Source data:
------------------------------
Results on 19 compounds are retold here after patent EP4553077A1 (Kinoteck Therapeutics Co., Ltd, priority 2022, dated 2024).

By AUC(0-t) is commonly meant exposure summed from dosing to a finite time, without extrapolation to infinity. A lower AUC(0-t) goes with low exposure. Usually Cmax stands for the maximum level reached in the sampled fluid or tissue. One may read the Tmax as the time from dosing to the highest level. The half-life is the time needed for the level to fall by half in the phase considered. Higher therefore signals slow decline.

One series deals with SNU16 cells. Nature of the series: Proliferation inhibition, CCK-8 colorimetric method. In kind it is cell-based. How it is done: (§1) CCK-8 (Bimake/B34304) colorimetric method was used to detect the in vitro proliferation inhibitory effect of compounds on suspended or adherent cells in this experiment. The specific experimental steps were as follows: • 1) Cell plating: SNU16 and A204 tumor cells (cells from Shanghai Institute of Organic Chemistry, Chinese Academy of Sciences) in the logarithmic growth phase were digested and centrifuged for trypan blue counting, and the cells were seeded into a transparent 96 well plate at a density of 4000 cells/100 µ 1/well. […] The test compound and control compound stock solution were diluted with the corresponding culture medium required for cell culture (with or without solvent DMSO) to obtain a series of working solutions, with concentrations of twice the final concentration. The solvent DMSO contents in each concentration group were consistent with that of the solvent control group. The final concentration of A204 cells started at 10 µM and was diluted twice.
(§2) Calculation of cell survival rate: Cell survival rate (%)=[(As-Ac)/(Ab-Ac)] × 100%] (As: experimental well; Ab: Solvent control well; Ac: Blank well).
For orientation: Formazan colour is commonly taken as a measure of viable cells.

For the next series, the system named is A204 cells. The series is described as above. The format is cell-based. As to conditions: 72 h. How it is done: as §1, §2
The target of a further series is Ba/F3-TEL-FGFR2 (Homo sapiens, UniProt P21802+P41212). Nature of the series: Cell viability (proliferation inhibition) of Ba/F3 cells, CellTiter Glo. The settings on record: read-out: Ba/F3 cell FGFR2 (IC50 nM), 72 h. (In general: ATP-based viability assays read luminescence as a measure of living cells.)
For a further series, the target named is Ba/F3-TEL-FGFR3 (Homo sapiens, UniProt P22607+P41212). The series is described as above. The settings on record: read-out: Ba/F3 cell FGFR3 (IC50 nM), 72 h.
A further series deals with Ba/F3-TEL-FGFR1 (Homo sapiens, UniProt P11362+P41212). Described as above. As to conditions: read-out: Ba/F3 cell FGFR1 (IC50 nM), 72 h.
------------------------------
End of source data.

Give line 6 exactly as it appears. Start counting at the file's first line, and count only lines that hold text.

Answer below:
For the next series, the system named is A204 cells. The series is described as above. The format is cell-based. As to conditions: 72 h. How it is done: as §1, §2